The tempest of discontent that has followed Sundayâ€™s Sprint Cup race at Talladega Superspeedway was as predictable as night following day.
Hey! Regan Smith got to the finish line first. He should have won.
No! He went below the yellow line to pass. That automatically knocks him out.
Hey! Tony Stewart forced Smith down there. So Smith should have won, anyway.
No! It doesnâ€™t matter. You go below the yellow line, you get the death penalty.
And so it goes.
And so it will continue. This will happen again at Daytona or Talladega, and there will be more controversy about it. As long as NASCAR remains inconsistent in its rules enforcement and allows areas to be even slightly gray, there will be controversy.
Although NASCAR stressed that the yellow-line rule is black and white, some past decisions have fallen somewhere in between those colors.
The solution is simple. Buy a bunch of asphalt-colored paint and do away with those yellow lines at Talladega and Daytona. Let the big dogs eat.
Racing is all about risk and reward. If thereâ€™s room to race on the deep inside on the last lap at Daytona or Talladega, let those who want to take a chance by making a move there do it.
True racers are going to take advantage of every available inch of the race track, particularly on the last lap of one of the biggest races of the season and especially when that first career win is oh-so-close to being a reality. Put yourself in Regan Smithâ€™s shoes at Talladega and try to imagine that victory being an instant away. Given NASCARâ€™s history of making rules interpretations that are convenient to its causes, Smith had to go for it and hope for the best.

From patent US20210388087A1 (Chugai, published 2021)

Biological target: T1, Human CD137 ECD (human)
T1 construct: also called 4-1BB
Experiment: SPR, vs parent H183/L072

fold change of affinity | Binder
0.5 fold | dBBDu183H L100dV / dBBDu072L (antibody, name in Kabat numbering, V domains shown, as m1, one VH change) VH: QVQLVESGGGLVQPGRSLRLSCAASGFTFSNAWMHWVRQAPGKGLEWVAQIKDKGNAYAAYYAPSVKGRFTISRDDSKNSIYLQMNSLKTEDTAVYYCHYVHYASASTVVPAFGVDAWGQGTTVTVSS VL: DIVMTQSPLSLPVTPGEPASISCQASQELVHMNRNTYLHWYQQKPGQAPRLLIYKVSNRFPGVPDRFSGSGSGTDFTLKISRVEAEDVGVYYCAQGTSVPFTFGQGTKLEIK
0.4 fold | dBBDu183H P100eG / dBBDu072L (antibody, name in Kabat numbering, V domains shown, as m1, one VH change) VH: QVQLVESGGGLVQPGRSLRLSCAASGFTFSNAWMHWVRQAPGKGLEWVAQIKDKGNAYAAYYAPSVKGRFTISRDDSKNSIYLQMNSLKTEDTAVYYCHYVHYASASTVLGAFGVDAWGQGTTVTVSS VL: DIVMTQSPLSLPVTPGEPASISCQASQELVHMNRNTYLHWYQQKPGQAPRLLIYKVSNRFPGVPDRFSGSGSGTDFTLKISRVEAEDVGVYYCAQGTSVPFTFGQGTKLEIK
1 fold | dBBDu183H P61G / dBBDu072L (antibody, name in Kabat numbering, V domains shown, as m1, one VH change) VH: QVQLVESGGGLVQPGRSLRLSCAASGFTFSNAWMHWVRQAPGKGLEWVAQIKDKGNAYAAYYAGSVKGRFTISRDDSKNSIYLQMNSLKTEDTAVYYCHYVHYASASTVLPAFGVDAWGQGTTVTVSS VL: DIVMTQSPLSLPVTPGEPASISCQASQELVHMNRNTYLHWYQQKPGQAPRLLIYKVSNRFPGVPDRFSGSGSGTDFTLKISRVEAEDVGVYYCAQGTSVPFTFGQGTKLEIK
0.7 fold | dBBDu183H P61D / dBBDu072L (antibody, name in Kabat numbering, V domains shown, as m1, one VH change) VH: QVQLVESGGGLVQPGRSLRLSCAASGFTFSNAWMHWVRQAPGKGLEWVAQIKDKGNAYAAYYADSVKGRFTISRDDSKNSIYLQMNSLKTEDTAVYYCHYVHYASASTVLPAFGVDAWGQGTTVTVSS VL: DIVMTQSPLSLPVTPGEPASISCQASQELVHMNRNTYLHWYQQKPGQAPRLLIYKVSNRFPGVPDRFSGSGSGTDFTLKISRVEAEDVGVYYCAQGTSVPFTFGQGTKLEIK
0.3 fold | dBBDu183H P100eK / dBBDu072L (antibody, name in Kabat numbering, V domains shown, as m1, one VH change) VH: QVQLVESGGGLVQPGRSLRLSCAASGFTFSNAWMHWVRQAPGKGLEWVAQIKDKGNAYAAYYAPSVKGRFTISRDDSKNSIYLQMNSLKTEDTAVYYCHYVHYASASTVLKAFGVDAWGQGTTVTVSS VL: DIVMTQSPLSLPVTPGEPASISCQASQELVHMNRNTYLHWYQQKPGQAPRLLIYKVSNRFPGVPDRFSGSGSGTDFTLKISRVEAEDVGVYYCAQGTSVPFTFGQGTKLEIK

Stewart, too, did everything right Sunday. He blocked and blocked and blocked, and thatâ€™s what a smart driver in his position does on the final lap at Talladega. There was no clear evidence that he â€œforcedâ€ Smith below the yellow line. NASCAR says that is a judgment call anyway, so itâ€™s open to wild interpretation.
The answer, clearly, is to do away with the yellow lines. Yellow means caution. The last lap at Talladega, which remains one of stock -car racingâ€™s most exciting tracks despite the limitations of restrictor plates, should be about everything but caution. Throw caution to the wind and race away.
Another solution would be to build inside walls near the yellow lines to more concretely define the inside no-manâ€™s-land, but that isnâ€™t likely to happen, for an abundance of reasons.
Paint is cheap.
*****from Jim Modlin, courtesy of scenedaily.com*****